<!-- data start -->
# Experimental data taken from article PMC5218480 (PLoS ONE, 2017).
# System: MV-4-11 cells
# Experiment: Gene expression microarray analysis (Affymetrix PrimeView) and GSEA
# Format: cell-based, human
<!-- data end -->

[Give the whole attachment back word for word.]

# Experimental data taken from article PMC5218480 (PLoS ONE, 2017).
# System: MV-4-11 cells
# Experiment: Gene expression microarray analysis (Affymetrix PrimeView) and GSEA
# Format: cell-based, human